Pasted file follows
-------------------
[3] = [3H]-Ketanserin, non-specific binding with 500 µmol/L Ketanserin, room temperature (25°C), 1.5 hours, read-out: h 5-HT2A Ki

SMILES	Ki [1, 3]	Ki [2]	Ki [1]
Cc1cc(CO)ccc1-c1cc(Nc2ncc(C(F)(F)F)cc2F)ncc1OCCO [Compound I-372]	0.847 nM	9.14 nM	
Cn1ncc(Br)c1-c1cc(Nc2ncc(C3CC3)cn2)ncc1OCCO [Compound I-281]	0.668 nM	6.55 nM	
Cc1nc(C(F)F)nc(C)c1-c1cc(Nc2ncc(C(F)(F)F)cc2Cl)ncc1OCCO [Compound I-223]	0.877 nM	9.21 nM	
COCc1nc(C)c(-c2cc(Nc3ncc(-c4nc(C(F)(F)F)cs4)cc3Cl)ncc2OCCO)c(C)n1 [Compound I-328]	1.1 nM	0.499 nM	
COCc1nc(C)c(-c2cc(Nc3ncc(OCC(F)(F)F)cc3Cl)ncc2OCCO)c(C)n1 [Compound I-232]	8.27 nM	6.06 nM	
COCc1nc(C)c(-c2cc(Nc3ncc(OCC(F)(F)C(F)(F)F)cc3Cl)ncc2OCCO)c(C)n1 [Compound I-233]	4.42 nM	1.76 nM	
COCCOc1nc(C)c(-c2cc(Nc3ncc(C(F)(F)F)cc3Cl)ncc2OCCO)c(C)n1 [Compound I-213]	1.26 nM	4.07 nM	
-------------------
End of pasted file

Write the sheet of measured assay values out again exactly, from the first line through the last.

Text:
[3] = [3H]-Ketanserin, non-specific binding with 500 µmol/L Ketanserin, room temperature (25°C), 1.5 hours, read-out: h 5-HT2A Ki

SMILES	Ki [1, 3]	Ki [2]	Ki [1]
Cc1cc(CO)ccc1-c1cc(Nc2ncc(C(F)(F)F)cc2F)ncc1OCCO [Compound I-372]	0.847 nM	9.14 nM	
Cn1ncc(Br)c1-c1cc(Nc2ncc(C3CC3)cn2)ncc1OCCO [Compound I-281]	0.668 nM	6.55 nM	
Cc1nc(C(F)F)nc(C)c1-c1cc(Nc2ncc(C(F)(F)F)cc2Cl)ncc1OCCO [Compound I-223]	0.877 nM	9.21 nM	
COCc1nc(C)c(-c2cc(Nc3ncc(-c4nc(C(F)(F)F)cs4)cc3Cl)ncc2OCCO)c(C)n1 [Compound I-328]	1.1 nM	0.499 nM	
COCc1nc(C)c(-c2cc(Nc3ncc(OCC(F)(F)F)cc3Cl)ncc2OCCO)c(C)n1 [Compound I-232]	8.27 nM	6.06 nM	
COCc1nc(C)c(-c2cc(Nc3ncc(OCC(F)(F)C(F)(F)F)cc3Cl)ncc2OCCO)c(C)n1 [Compound I-233]	4.42 nM	1.76 nM	
COCCOc1nc(C)c(-c2cc(Nc3ncc(C(F)(F)F)cc3Cl)ncc2OCCO)c(C)n1 [Compound I-213]	1.26 nM	4.07 nM	